Assessment of fetal heart rate has been considered to be the gold standard of assessment of fetal well being. It was by intermittent auscultation in the past. With the advent of electronic fetal heart rate and fetal electrocardiogram monitoring, the science has made a great advance. Analysis of the baseline fetal heart rate and changes in fetal heart rate with fetal movements and uterine contractions have been used extensively to check fetal well being. Co-existence of good and bad patterns creates a diagnostic dilemma. A case of co-existence of a reactive nonstress test and variable decelerations is presented.
Fetal well being is conventionally evaluated by assessment of fetal heart rate (FHR) patterns. A nonstress test (NST) is a noninvasive and commonest cardiotocographic method of assessment of fetal well being antenatally. FHR is recorded electronically after 26-28 weeks of gestation, with the mother at physical and mental rest. The test is said to be reactive and the fetus is said to be well if there are at least two FHR accelerations of at least 15 beats per minute (bpm) lasting for at least 15 seconds in a 20-minute period. Variable and late FHR decelerations are suggestive of fetal compromise. When a reactive NST and FHR decelerations are found in the same FHR recording, interpretation becomes difficult. A case of co-existence of a reactive nonstress test and variable decelerations is presented.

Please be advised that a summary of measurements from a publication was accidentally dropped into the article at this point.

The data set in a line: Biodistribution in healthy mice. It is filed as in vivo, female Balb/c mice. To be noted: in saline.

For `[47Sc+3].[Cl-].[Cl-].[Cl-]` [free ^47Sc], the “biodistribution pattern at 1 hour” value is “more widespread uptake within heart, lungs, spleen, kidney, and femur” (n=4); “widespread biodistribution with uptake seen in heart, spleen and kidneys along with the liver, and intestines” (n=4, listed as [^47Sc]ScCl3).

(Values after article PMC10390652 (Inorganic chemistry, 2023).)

A 24 year old primigravida presented at term. Her due date was 4 days away. Her past medical and surgical history was not contributory. Her general and systemic examination showed normal findings. Obstetric examination showed a single intrauterine fetus of 36 weeks' size in vertex presentation. The amount of liquor was adequate. Her pelvis was adequate. Her Bishop score was 4. A nonstress test was obtained. It showed one acceleration (green arrow) with fetal movement in 20 minutes and repetitive variable decelerations (white arrows) as seen in figure 1. An ultrasonographic scan (USG) was obtained. It showed a single intrauterine fetus of 36 weeks' size in vertex presentation. Her amniotic fluid index was 6. No abnormalities of the umbilical cord were seen, such as cord presentation, loops around the fetus or true knots. Her hematological and biochemical tests for fitness for anesthesia showed normal results. Tests for syphilis, HIV, hepatitis B and C were negative. In view of mild fetal growth restriction and presence of repetitive variable decelerations, a No. 16 Foley's catheter was inserted into the cervix, its fully inflated balloon placed just above the internal os, in order to ripen the cervix for induction of labor. The catheter was expelled spontaneously after 6 hours. The cervix was 3 cm dilated and 30% effaced at that time. Artificial low rupture of membranes was done. The amniotic fluid was scanty and thickly meconium stained. Fetal cardiotocography showed repetitive variable decelerations and no acceleration of FHR. An emergency cesarean section was done. A male child weighing 2300 g was born, with an Apgar score of 8/10 at one minute and 9/10 at 5 minutes. The mother made an uneventful recovery postoperatively. Mother and baby were well at the time of discharge after 5 days, and at first follow-up after two weeks.